Lincoln SUVs are on a roll. The reinvention that began with the Navigator a few years ago has trickled down to the Aviator, Nautilus, and Corsair. But unlike the Aviator and Corsair—which received full makeovers and new platforms—the Nautilus got a midcycle refresh for 2019 that only took care of its exterior styling and a name change from MKX to Nautilus. The 2021 Lincoln Nautilus takes things a step further, as it gets a second midcycle refresh that finally feels new inside, adopting the midcentury modern style and fancy tech that we’ve loved in recent Lincolns. Although the Nautilus doesn’t get a whole new generation, this upgrade feels like going from business to first class.
The Nautilus continues to share its platform with the Ford Edge, competing against other popular two-row luxury midsize crossovers such as the Mercedes-Benz GLE, BMW X5, Lexus RX, and to a certain extent the Cadillac XT5.
We spent a few days with the 2021 Lincoln Nautilus to experience its new interior and see how it stands against its competition.
2021 Lincoln Nautilus: Inside
From the materials to the design and infotainment screen, Lincoln did a thorough job redesigning the experience inside the cabin. What gets the most attention is the new 13.2-inch screen, which is not only the biggest display in any Lincoln but is also the first one equipped with Sync 4, Ford’s latest infotainment system.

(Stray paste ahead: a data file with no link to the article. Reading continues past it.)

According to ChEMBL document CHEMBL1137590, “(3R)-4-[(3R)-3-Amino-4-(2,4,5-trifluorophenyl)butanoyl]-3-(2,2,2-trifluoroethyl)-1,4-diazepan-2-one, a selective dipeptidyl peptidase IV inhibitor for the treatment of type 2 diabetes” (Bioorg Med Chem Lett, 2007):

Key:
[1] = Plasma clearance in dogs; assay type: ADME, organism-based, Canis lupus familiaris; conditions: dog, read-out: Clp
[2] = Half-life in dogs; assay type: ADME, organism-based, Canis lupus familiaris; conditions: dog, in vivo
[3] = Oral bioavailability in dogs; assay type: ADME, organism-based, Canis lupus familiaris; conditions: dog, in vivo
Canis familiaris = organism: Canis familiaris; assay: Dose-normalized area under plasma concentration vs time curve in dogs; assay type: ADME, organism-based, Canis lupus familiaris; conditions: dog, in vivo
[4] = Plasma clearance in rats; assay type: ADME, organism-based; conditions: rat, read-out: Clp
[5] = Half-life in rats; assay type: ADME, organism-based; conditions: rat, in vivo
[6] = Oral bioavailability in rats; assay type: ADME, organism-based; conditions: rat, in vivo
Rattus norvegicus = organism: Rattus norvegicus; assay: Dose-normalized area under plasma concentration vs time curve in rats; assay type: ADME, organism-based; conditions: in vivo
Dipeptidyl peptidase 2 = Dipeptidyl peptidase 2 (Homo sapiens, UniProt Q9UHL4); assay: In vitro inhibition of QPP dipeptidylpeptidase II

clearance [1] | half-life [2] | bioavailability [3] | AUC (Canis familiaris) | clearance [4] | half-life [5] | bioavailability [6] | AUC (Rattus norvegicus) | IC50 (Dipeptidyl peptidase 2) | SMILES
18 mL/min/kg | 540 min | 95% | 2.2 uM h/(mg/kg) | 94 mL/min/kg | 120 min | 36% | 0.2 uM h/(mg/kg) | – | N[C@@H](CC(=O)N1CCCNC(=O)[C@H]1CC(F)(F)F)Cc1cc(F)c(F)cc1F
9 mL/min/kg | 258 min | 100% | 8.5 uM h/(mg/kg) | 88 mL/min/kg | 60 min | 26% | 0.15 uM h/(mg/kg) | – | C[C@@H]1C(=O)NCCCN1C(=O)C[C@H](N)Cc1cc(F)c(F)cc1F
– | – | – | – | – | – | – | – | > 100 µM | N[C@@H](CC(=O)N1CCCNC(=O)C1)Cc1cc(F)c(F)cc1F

Sync 4 feels like going from iOS 10 to 14. It’s not just the graphics that change; virtually everything is new. Perhaps the most important change is the ability to receive over-the-air software updates, making it easier to have the latest maps and features without having to visit a dealer. Wireless Apple CarPlay and Android Auto are part of the upgrade, and like other recent Lincolns, it adds Phone as a Key, which allows you to lock, unlock, and start your car without having the key fob with you. Like many other systems these days, voice recognition allows you to verbalize commands, but Sync 4 is a bit behind other systems, like Audi’s or Mercedes’, as it doesn’t have the same kind of conversational capability.
The new system is also easier to navigate than the old Sync 3 thanks to simplified menus and a split-screen option, something we complained about in the past.
Taking a page from the Navigator, Aviator, and Corsair, the Nautilus adopts a horizontal interior design, which now incorporates the gear selector in the form of piano keys located under the air vents in the center stack. It looks elegant but puts the Drive and Sport buttons farther away from the driver, making them hard to reach. Under the gear selector, volume and tuning knobs are located just above the dual-zone climate controls. Our Black Label example came equipped with 22-way powered front seats and the Revel Ultima premium audio system with 19 speakers, making drives more comfortable and enjoyable.
The cabin’s mix of materials—soft leather, ritzy chrome, and beautiful wood—deliver a cozy and pleasant feel to all occupants. Lincoln engineers packed the Nautilus with tons of sound-deadening materials; they did such a good job that when having a phone conversation, my friend on the other end of the line couldn’t believe I was driving. Upping the experience inside, the front seats also offer massages, which always felt great whether we were driving short or long distances.